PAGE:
Tips to Avoid a DWI Charge- Guest Post

DUI Lawyer

There are both DWI (driving while intoxicated) and DUI (driving under the influence) charges in Texas. A DUI is a charge only issued to minors (under the age of 21) if they have any amount of alcohol in their system but are still under the legal limit. A DWI can be issued to any person who is driving with a blood alcohol content of 0.08% or higher.

Texas considers a DWI a serious crime that can carry large fines and even jail time or prison. To keep you safe, here are a few ways to help to avoid getting charged with a DWI

1.  Don’t Drink and Drive

The best way to avoid a DWI charge is to never get behind the wheel if you have been drinking. Even one or two drinks can be enough to impair your driving. If you are ever debating if you’re sober enough to drive, the answer is always no.

Use a designated driver, taxi, or car services like Uber or Lyft to get home after a night of drinking. It is always better to have to pay one of these services to get you home safely than to have to pay a large fine or face jail time from a DWI charge.

2.  Wait

Your body naturally processes alcohol, but it takes time for it to process through your system. One thing you can choose to do is to wait out the alcohol until your blood alcohol level is low enough to drive.

On average, you should wait at least one hour after you stop drinking for each drink you had. For example, if you had two beers and one shot of vodka, once you stop drinking, you should wait at least three hours before even thinking about getting behind the wheel. Remember – this is only a suggested average. Depending on your gender, weight, height, and age, your body could process alcohol at a lower level and require you to wait longer to be at a level where you can safely drive.

3.  Exercise Your Right to Remain Silent When Pulled Over

It is a common trap for people to talk too much when getting pulled over. Many inadvertently provide the investigating officer with incriminating information that can lead to the DWI charge. Remaining silent may make an officer upset or angry, but it is always a good idea to keep quiet and say nothing unless your lawyer is with you.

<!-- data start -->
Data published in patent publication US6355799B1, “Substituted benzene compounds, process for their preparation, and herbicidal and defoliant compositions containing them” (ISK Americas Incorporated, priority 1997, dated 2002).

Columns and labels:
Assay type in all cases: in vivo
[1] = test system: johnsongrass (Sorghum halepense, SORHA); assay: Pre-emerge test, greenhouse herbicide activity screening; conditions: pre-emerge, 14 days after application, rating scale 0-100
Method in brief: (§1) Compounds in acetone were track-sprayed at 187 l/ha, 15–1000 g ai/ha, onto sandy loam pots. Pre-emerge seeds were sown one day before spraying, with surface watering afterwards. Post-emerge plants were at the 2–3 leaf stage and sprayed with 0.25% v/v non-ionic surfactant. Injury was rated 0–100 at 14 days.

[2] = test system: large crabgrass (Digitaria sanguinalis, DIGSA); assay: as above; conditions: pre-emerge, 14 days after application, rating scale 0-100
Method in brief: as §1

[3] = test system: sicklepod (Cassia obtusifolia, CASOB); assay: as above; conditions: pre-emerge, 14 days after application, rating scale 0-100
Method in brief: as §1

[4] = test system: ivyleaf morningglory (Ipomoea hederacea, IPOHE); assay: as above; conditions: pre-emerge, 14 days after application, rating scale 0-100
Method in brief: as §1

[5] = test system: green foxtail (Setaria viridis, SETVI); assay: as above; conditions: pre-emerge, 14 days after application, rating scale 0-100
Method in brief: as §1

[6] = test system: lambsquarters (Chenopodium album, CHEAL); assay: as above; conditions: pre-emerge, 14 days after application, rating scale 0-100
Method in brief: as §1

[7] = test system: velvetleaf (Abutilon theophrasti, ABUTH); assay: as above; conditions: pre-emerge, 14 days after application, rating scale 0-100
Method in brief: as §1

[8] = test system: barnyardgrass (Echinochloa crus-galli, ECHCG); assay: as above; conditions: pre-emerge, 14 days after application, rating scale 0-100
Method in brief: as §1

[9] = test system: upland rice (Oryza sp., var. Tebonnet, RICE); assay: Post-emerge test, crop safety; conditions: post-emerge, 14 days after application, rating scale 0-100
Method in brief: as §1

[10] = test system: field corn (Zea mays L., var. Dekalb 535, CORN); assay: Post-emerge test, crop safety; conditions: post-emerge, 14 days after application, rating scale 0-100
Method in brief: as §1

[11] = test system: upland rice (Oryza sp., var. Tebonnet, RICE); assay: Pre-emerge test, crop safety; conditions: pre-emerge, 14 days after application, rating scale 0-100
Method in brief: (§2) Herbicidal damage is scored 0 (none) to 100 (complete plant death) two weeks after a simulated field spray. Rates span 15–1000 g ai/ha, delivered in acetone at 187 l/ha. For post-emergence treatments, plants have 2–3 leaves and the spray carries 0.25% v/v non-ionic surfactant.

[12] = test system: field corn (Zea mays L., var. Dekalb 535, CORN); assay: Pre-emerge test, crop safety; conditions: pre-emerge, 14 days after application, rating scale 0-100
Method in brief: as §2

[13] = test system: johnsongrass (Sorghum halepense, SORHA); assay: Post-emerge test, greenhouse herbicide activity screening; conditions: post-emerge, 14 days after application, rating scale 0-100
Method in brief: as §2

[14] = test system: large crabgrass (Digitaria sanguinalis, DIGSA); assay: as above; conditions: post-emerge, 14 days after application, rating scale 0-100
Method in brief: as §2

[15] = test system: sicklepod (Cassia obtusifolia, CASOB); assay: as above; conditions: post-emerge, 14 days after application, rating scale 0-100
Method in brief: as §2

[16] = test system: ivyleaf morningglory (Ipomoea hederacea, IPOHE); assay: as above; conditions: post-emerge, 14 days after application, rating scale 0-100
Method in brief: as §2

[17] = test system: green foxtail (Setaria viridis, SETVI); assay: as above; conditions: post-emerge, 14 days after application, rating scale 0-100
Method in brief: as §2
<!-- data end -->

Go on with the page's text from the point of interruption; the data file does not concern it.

The officer has the right to ask for your license, registration, and proof of insurance. They are even allowed to ask you to step out of the vehicle.

The officer may ask you additional questions, but you do not have to answer them. Further questions can include questions like:

  • Where are you coming from?
  • Where are you headed?
  • Have you had anything to drink today?
  • What smells like alcohol
  • Do you know where you are right now?

You, and any passengers in your car, have the right to remain silent. If the officer continues to ask questions beyond what they have the right to ask for, concisely and politely tell them that you are exercising your right to remain silent and would like to have your attorney present. Officers should respect this request, but if they continue to ask you questions or dig for information, be polite and tell them again that you will not answer any further questions without speaking to your lawyer first.

The officer may still ask you to step out of the car, which they have the right to do. You must exit your vehicle when asked by an officer. But, you do not have to perform ANY field sobriety tests, including a breath test. If the officer asks for your consent to perform a test, politely and clearly tell them that you refuse to take any test unless your attorney is present.

At this point, you may still be arrested. Stay calm and do not fight or argue with the officer. Even if you think they are wrong, it is better for your case if you show no signs of resistance to arrest.

You will know you are being arrested because the officer will read your Miranda rights:

“You have the right to remain silent. Anything you say can and will be used against you in a court of law. You have the right to have an attorney. If you cannot afford one, one will be appointed to you by the court. With these rights in mind, are you still willing to talk with me about the charges against you?”

The only answer you should ever give at this point is, “No” or “No, Sir/Ma’am.”

At this point, the officer can legally ask you no further questions about your case. If they do, they risk having the case thrown out.

By being clear and asking for your lawyer as soon as possible whenever an officer starts to question you, you have a better chance to defend your case and avoid being charged with a DWI.

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